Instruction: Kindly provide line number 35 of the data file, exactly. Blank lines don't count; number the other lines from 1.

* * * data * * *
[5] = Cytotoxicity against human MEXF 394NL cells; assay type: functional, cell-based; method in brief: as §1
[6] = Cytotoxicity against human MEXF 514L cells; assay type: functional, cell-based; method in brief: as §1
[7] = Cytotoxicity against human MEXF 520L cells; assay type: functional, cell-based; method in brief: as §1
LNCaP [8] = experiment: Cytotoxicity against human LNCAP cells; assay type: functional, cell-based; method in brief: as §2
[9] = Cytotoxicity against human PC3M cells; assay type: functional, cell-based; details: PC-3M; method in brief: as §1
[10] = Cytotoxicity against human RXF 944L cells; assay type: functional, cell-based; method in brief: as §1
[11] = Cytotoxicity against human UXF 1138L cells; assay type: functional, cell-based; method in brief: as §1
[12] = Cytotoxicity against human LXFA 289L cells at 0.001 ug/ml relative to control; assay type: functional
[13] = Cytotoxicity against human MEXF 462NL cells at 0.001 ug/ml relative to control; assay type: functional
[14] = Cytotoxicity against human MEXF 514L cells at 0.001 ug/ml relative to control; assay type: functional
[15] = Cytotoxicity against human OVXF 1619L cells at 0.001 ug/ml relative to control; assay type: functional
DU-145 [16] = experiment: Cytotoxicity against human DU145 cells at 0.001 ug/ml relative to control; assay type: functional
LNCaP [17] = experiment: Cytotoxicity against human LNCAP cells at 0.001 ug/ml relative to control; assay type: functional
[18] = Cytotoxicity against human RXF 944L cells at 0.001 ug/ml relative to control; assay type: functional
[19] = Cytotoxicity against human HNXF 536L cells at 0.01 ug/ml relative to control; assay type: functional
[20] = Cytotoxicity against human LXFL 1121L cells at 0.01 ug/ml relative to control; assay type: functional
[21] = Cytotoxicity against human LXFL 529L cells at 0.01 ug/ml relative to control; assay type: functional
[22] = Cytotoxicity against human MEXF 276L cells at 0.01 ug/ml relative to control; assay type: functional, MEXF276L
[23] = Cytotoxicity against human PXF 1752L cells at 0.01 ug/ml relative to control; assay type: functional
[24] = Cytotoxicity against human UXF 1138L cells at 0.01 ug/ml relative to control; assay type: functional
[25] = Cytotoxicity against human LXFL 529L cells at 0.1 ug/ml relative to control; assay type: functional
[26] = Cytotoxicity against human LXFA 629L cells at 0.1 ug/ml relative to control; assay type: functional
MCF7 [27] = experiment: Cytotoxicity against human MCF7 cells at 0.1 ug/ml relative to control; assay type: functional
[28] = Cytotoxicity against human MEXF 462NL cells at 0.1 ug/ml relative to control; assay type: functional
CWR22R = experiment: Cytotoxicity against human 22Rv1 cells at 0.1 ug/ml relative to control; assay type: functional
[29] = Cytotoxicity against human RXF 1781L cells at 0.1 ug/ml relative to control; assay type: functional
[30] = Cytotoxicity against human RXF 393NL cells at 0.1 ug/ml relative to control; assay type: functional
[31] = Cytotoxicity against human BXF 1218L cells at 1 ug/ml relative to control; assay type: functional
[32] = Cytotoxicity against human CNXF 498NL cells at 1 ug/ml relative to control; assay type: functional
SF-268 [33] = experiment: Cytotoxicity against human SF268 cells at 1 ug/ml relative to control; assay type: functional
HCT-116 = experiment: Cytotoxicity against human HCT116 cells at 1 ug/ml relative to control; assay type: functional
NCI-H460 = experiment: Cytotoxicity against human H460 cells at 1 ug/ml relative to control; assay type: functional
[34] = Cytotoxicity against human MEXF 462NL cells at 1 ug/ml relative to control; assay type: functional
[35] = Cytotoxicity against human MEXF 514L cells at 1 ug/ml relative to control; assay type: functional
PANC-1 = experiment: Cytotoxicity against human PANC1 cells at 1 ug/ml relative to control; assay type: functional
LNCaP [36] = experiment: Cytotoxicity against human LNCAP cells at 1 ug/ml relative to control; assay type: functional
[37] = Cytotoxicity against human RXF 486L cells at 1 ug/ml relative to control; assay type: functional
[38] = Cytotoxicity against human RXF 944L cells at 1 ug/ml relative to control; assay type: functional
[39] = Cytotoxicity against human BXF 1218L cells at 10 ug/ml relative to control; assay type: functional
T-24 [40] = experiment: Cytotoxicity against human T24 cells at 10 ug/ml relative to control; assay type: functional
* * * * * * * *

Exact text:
PANC-1 = experiment: Cytotoxicity against human PANC1 cells at 1 ug/ml relative to control; assay type: functional